Franchisee cheat sheet according to someone in the know

Thinking of buying a franchise? Or perhaps, you're already knee-deep in research and need a little push?

Well, we thought we'd catch up with one woman who is kicking some serious butt in the franchise game.

Jodi Cottle and her team at Laser Clinics Australia’s Tweed Heads clinic are great at what they do and have struck the perfect balance of operating within an established brand and making their mark.

We caught up with Jodi and asked her to share her cheat sheet on everything you need to know to kick butt at your own franchise.

With 200 clinics globally, how do you make your mark when working/owning a franchise?

Firstly, the important thing is to make sure your values align with those of the franchisor otherwise you may be set up for failure as misalignment will just mean things are constantly harder than they need to be, which could compound over time.

Secondly, No one else is like you, the mark you make is unique to you alone, so if you are true to those values they will shine through your team and onto the customers. Don’t worry so much about what everyone else is doing (aside from relevant benchmarking etc), live in your own bubble and concentrate on the inputs (daily tasks, always doing the best by staff and customers, operational excellence, staff progression etc), then the outputs (revenue, customer experience etc) will simply follow.

How much of how you run your business comes from corporate versus your own approach?

Operationally a lot comes from corporate at a high level. I am not a marketer, I don’t have a legal/HR degree or an IT background so I love the operational support that corporate has provided me since I came on board three years ago.  I see them very much as my partner and they have even felt like a safety blanket at times.  I came into owning a franchise from a corporate career in customer experience and sales, so while I wanted to run my own business, I like that I am not left completely on my own, I find this comforting.

Day-to-day operations are run at the local clinic level and this comes down to the collaborative approach I take with my leadership team and across the network to make sure we are consistently operating within ‘best practice’ measures.

From a leadership perspective, we have created a great team and culture. My approach is methodical with how I do this sustainably and focuses on five specific leadership styles. I also work off a particular neuroscience framework that has been an excellent vehicle throughout my career for maintaining a high-performing team. Having the sales and customer experience background has obviously helped also with how I structure incentives etc. However, the magic is in the leadership approaches and working with people's intrinsic motivations (sense of belonging, working towards a common goal etc), rather than working off incentives alone (bonuses/commission etc) – which any company can copy so it simply makes it unsustainable.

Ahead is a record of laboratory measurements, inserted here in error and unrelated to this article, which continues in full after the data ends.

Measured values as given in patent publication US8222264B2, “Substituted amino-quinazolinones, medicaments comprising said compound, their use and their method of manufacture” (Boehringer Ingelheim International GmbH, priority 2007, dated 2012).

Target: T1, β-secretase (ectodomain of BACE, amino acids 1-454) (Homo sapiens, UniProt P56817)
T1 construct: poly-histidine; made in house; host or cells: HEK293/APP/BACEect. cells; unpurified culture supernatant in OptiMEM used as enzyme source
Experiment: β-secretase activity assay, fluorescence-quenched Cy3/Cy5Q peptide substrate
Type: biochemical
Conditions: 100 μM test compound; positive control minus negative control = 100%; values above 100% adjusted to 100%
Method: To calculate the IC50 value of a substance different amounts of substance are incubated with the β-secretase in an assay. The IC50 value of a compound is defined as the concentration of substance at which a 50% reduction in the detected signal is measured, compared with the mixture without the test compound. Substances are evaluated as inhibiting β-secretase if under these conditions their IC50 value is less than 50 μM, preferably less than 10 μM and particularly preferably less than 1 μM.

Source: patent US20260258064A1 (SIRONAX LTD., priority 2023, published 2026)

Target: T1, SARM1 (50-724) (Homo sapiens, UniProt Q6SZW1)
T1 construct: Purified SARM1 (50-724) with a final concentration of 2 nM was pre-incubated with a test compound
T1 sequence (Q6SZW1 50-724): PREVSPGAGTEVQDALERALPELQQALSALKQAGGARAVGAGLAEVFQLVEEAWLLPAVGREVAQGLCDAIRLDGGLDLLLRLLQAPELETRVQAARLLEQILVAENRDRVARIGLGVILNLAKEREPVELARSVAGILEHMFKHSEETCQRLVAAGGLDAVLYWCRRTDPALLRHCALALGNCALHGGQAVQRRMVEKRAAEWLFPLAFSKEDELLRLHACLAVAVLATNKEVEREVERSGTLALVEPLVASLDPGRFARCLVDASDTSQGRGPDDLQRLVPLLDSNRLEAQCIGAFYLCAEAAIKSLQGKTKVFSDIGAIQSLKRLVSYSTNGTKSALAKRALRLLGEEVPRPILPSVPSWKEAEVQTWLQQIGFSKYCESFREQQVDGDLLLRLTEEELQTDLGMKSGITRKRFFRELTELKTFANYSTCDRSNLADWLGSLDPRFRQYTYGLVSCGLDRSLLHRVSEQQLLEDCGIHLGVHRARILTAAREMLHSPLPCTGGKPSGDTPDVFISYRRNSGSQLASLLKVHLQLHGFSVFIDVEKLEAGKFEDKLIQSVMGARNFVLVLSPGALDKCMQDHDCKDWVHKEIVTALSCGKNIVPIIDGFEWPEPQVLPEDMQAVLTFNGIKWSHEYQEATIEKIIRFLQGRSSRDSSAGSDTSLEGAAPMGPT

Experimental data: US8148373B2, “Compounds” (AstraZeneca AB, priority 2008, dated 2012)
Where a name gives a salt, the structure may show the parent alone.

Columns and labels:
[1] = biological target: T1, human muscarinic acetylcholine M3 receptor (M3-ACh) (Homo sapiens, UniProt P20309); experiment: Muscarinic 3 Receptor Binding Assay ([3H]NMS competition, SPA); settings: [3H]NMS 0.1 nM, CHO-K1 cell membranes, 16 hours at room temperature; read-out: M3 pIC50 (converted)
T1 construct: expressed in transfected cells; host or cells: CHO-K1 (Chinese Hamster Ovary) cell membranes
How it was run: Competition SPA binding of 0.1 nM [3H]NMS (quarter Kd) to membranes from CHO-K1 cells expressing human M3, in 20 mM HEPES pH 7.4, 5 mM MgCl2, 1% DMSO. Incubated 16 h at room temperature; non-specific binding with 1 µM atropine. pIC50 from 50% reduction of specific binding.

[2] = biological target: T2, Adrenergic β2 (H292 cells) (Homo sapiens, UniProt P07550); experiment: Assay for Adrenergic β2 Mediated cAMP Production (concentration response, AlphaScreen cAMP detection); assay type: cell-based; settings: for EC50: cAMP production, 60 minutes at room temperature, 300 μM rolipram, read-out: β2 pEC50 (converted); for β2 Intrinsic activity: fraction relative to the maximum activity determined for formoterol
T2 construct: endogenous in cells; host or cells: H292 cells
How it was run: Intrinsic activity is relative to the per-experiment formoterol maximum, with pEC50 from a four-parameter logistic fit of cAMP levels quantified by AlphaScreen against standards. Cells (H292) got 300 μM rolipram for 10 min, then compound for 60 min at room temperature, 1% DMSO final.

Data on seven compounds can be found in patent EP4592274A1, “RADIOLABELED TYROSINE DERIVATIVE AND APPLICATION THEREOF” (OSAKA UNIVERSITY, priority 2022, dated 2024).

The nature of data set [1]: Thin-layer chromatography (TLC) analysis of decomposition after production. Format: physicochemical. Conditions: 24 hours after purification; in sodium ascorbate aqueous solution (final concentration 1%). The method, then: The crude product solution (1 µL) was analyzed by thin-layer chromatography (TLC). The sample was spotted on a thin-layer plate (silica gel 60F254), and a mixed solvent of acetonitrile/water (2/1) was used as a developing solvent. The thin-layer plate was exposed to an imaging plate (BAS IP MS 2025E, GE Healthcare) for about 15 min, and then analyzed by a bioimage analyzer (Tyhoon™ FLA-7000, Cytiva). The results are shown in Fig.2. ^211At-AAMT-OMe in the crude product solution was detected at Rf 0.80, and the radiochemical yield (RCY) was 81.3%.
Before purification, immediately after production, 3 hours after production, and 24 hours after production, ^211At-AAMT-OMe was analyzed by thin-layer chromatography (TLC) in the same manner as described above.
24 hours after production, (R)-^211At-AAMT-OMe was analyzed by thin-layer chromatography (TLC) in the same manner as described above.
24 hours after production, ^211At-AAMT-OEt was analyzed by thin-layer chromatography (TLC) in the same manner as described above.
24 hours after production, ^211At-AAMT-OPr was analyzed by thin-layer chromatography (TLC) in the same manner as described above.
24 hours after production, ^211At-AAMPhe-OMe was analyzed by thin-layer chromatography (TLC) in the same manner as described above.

What advice do you have for people considering buying their own franchise?

Do your industry research by looking at the macro factors. The PESTEL acronym model is an excellent framework for this. Make sure the industry is safe for you to invest in.

Do your competitive research on the micro factors. SWOT (strengths, weaknesses, opportunities, and threats) and Porter's Five Forces are excellent models to work off for this.

Look at the franchisor – the cheapest royalties are definitely not the best on this occasion!  Are they professional in their dealings with you? Is their customer experience slick? Is their Marketing slick? Are operations slick?

Go and be a customer at the franchise… see what’s good, and what’s bad.  Be critical.

What practical tips do you have for people running a franchise?

Have and show respect for each and every employee. Respect their time and what they do.  Appreciate them. Develop them. Give them a safe, secure and happy place to come to work.

Get along with your Lessor. You may need them onside if there is another pandemic or other such crisis.

Find the best marketing that works for the region/area. Don’t go into this blind based on what works for others in the network. Test different things out. i.e. billboards, versus letterbox drops versus social versus paper advertising.

How do you work with other franchises around the country?

I find my franchisee colleagues incredibly helpful. We tend to compare and sense check against our benchmarks i.e. stock on hand values, inject days/rosters, wage percentages etc. It is useful to bounce ideas around and have people in your network that know exactly what you are going through. It creates a great bond.

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Working in a male-dominated industry from a woman on the inside


How to shine as a franchisee